New Zealand's Police force is embarking on a huge network upgrade, refreshing technology servicing over 300 sites.
Failure to address the renewal of the network infrastructure "will present a significant risk to NZ Police operations", documents state.
Police is seeking a "one stop shop" for its new Enterprise Communications Network (ECN) to replace the five network providers it currently uses.
Among other objectives, the project aims to upgrade network capacity, rationalise and refresh aging infrastructure and simplify network management.
"The ECN must cater for future innovation and delivery of major planned initiatives, as well as align to Police’s broader strategies for mobility, and agility for site relocation or commissioning," a request of information (ROI) issued this week states.
Upgrading the ECN is expected to deliver enhanced capability with increased bandwidth to speed up data delivery, and facilitate future mobility and cloud applications.
"Police presently faces challenges driven by its data centralisation strategy, and also the growing mobilisation of its workforce, increasing the need for high speed wireless connectivity," the ROI adds.
Police intends to engage a service provider to undertake an "architectural review" and develop a detailed design for the future ECN; establish a resilient core network and transition Police critical sites to that network; upgrade WAN circuits to required bandwidth and undertake a LAN hardware rationalisation and refresh.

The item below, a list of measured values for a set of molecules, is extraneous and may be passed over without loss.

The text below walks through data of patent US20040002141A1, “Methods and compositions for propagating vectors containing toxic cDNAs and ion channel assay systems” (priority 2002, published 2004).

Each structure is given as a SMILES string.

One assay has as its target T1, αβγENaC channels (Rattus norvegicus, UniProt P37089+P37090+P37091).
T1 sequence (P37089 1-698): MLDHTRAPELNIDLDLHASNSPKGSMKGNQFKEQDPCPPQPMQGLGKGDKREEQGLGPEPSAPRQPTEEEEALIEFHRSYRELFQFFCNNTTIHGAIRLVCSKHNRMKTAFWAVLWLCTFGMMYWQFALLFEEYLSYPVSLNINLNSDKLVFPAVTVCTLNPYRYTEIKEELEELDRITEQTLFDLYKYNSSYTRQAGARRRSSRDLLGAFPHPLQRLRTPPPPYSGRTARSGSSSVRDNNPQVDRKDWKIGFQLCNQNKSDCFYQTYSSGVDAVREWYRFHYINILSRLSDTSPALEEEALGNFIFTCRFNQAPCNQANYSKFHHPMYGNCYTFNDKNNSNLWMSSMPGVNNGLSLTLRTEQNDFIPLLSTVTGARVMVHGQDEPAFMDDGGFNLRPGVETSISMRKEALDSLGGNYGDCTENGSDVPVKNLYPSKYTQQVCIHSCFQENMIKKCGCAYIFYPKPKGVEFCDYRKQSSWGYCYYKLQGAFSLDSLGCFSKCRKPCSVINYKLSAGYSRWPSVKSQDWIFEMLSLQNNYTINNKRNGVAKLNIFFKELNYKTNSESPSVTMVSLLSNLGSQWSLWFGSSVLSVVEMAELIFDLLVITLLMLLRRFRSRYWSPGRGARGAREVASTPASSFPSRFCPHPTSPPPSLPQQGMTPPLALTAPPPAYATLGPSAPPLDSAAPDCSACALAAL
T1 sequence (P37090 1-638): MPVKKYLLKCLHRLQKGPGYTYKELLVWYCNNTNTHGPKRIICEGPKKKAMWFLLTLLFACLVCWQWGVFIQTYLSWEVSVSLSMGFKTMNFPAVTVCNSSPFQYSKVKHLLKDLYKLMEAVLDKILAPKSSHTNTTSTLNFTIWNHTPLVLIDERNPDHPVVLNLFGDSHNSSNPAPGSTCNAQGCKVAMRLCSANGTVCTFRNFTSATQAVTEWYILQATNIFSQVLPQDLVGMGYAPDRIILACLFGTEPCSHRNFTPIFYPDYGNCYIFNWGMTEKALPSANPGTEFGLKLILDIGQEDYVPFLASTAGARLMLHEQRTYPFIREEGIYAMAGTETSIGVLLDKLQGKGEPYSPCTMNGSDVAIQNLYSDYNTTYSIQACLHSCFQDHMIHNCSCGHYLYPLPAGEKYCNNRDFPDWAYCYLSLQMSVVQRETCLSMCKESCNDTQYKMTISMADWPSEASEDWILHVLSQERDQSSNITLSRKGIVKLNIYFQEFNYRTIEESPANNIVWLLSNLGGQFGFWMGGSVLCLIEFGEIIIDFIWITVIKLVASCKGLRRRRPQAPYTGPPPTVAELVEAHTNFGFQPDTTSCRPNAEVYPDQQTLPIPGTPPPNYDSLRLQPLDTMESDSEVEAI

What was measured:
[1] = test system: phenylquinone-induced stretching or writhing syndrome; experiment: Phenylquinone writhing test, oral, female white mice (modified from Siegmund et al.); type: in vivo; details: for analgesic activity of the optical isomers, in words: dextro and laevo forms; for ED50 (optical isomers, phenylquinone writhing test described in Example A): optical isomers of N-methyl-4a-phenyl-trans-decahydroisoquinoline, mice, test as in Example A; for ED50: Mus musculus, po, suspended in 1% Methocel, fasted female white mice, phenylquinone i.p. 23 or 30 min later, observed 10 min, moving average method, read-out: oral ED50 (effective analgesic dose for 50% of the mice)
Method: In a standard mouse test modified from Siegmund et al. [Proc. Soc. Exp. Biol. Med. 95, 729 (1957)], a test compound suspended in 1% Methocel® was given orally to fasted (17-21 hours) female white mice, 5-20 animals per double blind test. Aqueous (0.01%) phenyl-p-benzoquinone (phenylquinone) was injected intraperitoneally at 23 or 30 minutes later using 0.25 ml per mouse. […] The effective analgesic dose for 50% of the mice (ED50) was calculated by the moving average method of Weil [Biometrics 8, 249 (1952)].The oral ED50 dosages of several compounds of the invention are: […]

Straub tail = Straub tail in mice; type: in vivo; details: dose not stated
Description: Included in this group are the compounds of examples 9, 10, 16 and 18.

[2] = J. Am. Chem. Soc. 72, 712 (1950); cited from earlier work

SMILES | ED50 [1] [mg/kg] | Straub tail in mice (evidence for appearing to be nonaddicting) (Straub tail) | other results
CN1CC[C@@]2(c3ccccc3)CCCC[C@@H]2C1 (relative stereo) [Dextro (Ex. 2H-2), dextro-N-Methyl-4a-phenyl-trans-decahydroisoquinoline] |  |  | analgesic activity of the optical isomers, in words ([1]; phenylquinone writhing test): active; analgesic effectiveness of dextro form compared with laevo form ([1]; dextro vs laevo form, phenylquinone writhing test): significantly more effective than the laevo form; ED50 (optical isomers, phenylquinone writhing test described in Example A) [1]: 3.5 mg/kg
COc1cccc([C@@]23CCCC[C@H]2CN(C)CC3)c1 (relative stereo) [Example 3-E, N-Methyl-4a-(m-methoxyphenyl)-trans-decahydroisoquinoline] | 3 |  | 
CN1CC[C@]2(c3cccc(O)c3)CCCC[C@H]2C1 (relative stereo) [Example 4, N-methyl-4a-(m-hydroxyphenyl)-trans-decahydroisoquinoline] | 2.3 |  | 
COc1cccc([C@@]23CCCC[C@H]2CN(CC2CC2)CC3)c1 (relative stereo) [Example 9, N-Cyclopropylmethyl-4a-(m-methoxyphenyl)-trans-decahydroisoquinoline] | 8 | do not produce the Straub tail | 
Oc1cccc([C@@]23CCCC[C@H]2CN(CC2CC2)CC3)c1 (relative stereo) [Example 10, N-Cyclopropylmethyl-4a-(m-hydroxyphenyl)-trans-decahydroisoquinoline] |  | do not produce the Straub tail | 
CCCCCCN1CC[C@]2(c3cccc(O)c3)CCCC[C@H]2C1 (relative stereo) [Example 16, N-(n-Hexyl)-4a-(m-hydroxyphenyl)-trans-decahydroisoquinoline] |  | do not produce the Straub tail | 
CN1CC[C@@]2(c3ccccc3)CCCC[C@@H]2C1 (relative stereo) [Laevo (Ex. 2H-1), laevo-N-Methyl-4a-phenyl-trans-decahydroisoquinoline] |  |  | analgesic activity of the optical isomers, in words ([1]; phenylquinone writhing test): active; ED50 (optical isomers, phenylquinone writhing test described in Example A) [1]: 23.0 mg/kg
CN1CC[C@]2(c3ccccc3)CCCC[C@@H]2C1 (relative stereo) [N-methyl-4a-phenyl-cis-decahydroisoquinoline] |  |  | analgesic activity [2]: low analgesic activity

Furthermore, mobile connectivity at all sites will be refreshed and network management simplified, while the ECN must also be sustainable and affordable - reduced operating costs will be a significant factor in evaluating proposals.
"Police expects this is most likely to be achieved through a combination of Police and service provider owned assets, with the service provider responsible for management of these assets," the ROI adds.
"We believe that affordability targets are unlikely to be met solely through ‘as-a-service’ commercial arrangements, however we are open to transition plans that will assist us to get to a full ‘as-a-service model’.
"We do not want proposals where the balance of asset ownership has not been considered."
Proposals which would result in Police continuing to manage multiple vendors and fail to deliver simplification in network management are also not desired, while support must be integrated through the Police service desk.
Delving deeper, Police is also seeking ways to deliver higher bandwidth to over 200 small sites with low bandwidth network connections.
Police is happy to explore telecommunications-as-a-service (TaaS) offerings and to hear how the TaaS providers can assist delivery of a full as-a-service offering.